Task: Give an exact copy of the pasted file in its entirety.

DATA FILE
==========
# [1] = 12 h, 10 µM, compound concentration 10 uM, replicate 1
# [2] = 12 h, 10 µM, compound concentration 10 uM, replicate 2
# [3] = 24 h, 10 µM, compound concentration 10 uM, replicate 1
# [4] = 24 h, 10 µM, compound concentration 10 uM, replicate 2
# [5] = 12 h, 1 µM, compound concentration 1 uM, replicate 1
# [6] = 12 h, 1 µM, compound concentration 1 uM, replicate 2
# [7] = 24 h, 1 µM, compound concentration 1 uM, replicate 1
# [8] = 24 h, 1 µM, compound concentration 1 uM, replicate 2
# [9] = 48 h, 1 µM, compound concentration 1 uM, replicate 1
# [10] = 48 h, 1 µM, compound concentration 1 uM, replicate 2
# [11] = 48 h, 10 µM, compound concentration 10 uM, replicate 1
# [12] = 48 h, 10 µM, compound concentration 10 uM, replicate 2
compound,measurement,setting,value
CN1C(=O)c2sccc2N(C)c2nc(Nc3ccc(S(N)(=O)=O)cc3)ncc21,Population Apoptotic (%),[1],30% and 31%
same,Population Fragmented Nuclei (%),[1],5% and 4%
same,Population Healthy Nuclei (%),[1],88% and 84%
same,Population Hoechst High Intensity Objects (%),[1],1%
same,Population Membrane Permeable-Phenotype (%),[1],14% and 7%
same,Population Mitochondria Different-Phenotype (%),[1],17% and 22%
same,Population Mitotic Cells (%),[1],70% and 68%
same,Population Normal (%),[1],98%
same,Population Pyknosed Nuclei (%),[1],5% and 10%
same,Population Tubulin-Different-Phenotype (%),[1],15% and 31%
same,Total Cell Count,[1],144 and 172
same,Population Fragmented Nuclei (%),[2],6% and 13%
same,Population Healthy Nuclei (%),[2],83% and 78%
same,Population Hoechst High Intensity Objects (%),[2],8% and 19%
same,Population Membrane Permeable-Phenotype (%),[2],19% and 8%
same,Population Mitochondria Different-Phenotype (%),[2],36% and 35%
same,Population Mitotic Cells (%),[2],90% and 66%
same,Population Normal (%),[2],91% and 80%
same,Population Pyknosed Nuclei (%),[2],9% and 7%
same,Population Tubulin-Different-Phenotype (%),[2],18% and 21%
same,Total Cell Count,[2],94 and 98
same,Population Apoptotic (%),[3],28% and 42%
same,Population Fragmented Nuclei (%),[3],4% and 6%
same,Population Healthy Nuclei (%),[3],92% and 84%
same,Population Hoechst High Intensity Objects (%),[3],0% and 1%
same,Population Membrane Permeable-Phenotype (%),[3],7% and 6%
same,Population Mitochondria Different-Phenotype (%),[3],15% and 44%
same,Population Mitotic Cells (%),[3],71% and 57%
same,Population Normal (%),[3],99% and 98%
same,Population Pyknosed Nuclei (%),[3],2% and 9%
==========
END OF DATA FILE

# [1] = 12 h, 10 µM, compound concentration 10 uM, replicate 1
# [2] = 12 h, 10 µM, compound concentration 10 uM, replicate 2
# [3] = 24 h, 10 µM, compound concentration 10 uM, replicate 1
# [4] = 24 h, 10 µM, compound concentration 10 uM, replicate 2
# [5] = 12 h, 1 µM, compound concentration 1 uM, replicate 1
# [6] = 12 h, 1 µM, compound concentration 1 uM, replicate 2
# [7] = 24 h, 1 µM, compound concentration 1 uM, replicate 1
# [8] = 24 h, 1 µM, compound concentration 1 uM, replicate 2
# [9] = 48 h, 1 µM, compound concentration 1 uM, replicate 1
# [10] = 48 h, 1 µM, compound concentration 1 uM, replicate 2
# [11] = 48 h, 10 µM, compound concentration 10 uM, replicate 1
# [12] = 48 h, 10 µM, compound concentration 10 uM, replicate 2
compound,measurement,setting,value
CN1C(=O)c2sccc2N(C)c2nc(Nc3ccc(S(N)(=O)=O)cc3)ncc21,Population Apoptotic (%),[1],30% and 31%
same,Population Fragmented Nuclei (%),[1],5% and 4%
same,Population Healthy Nuclei (%),[1],88% and 84%
same,Population Hoechst High Intensity Objects (%),[1],1%
same,Population Membrane Permeable-Phenotype (%),[1],14% and 7%
same,Population Mitochondria Different-Phenotype (%),[1],17% and 22%
same,Population Mitotic Cells (%),[1],70% and 68%
same,Population Normal (%),[1],98%
same,Population Pyknosed Nuclei (%),[1],5% and 10%
same,Population Tubulin-Different-Phenotype (%),[1],15% and 31%
same,Total Cell Count,[1],144 and 172
same,Population Fragmented Nuclei (%),[2],6% and 13%
same,Population Healthy Nuclei (%),[2],83% and 78%
same,Population Hoechst High Intensity Objects (%),[2],8% and 19%
same,Population Membrane Permeable-Phenotype (%),[2],19% and 8%
same,Population Mitochondria Different-Phenotype (%),[2],36% and 35%
same,Population Mitotic Cells (%),[2],90% and 66%
same,Population Normal (%),[2],91% and 80%
same,Population Pyknosed Nuclei (%),[2],9% and 7%
same,Population Tubulin-Different-Phenotype (%),[2],18% and 21%
same,Total Cell Count,[2],94 and 98
same,Population Apoptotic (%),[3],28% and 42%
same,Population Fragmented Nuclei (%),[3],4% and 6%
same,Population Healthy Nuclei (%),[3],92% and 84%
same,Population Hoechst High Intensity Objects (%),[3],0% and 1%
same,Population Membrane Permeable-Phenotype (%),[3],7% and 6%
same,Population Mitochondria Different-Phenotype (%),[3],15% and 44%
same,Population Mitotic Cells (%),[3],71% and 57%
same,Population Normal (%),[3],99% and 98%
same,Population Pyknosed Nuclei (%),[3],2% and 9%